I have been plotting an April Fools post for some time – a devious plan to use my wit to snare people in some cleverly disguised trap. It wasn’t meant to be. Instead, I find myself explaining how I ended up the butt end of my own joke.
A few blog posts ago I proudly declared that I would make a lousy lemming. I nearly ordered tee shirts with that slogan. I really want to stand by that statement but it turns out that I may be a lemming after all! The worst part is I bet the snowy owls knew all along.
I don’t know why, but I had this niggling idea that I should double check the facts (for the first time) after publishing that bold declaration.
Of course everyone knows that lemmings reproduce until their numbers are too great. Then one of them decides to jump over a cliff and mass numbers follow in a suicidal plunge of significant proportions. And that’s where we get the idea of acting like a lemming – following the crowd without critical thinking. I love the expression even if it does play on nature’s darker side.
Unfortunately my double checking revealed the rich irony of the lemming story – none of it is true. In real life, lemming populations do fluctuate and when numbers are high, some will head off to new territory. Occasionally they will drown if they can’t make it across a large lake. However, that’s not exactly cliff-jumping suicide and it sucks the wind right out of the lemming expression!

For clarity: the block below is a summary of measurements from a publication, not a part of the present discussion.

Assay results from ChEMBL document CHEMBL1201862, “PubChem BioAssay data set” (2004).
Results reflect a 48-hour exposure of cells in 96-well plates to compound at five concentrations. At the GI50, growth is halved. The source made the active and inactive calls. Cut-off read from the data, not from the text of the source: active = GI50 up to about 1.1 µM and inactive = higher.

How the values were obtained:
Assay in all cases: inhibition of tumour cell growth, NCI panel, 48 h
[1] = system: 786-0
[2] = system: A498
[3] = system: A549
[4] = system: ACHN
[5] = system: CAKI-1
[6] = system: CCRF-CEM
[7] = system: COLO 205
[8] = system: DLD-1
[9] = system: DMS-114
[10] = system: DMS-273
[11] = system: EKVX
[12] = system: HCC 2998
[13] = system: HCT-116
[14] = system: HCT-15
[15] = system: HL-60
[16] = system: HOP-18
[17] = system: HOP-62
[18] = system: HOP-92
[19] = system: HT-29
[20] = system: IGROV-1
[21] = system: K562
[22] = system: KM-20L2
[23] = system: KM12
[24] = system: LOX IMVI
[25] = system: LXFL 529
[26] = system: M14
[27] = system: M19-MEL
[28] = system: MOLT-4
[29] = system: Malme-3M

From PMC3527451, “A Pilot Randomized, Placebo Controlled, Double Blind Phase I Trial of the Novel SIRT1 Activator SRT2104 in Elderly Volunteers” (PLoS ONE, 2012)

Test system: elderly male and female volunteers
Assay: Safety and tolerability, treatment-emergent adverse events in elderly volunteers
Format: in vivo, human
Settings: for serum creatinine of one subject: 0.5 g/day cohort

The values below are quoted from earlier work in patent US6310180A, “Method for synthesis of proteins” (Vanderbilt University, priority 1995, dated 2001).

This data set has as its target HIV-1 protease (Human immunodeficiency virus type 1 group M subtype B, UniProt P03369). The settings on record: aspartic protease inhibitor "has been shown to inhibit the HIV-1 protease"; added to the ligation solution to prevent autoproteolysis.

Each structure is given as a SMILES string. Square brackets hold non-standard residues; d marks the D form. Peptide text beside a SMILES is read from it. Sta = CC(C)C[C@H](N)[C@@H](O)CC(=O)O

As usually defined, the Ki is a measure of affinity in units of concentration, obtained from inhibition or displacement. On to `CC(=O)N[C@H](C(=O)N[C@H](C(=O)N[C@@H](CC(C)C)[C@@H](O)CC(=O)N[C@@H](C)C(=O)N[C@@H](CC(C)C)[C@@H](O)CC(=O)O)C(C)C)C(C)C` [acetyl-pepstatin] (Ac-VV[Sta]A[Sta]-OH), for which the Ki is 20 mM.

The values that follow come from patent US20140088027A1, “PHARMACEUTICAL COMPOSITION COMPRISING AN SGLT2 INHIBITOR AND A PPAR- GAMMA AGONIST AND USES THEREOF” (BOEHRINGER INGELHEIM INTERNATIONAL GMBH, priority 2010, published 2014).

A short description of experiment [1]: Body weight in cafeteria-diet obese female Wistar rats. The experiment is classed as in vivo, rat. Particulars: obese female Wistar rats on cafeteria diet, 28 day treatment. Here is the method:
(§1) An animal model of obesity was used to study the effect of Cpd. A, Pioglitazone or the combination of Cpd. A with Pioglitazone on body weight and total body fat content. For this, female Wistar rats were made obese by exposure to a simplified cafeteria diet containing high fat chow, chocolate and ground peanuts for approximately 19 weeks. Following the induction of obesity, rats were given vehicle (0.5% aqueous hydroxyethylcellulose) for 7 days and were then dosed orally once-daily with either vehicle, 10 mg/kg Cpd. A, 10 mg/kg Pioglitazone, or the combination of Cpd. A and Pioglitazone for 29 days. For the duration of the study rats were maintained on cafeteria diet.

One of the key contributors to the lemming mythology was a 1958 Disney film, White Wilderness, which staged the critical scene by launching real lemmings off a cliff using a turntable. Just to complete the irony, they won an academy award for a documentary feature! An Alaskan government website provided a most interesting explanation of the myth.
Other creatures also have lemming tendencies like the snowy owl which, as chance would have it, likes to eat lemmings. You can’t make this stuff up! This winter there were a large number of snowy owls found much further south in the US than usual. Project Snowstorm tracked them all the way to Florida. It’s a great read!
A lot of people initially assumed that a shortage of food in the Artic sent the hungry snowy owls on a mission. It turns out the truth is exactly the opposite. There were so many lemmings in the Arctic that well-fed snowy owls had a fabulously successful breeding season and wandered much further afield. I’m just thankful a few wandered into the range of my lens which was still in their normal migratory region.
I still think I would be a lousy lemming though I’m not entirely sure what that means anymore. Who needs April Fools’ jokes when I have been duped for decades on some basic facts about nature.
It’s hard not to believe the lemmings were somehow at fault for all this.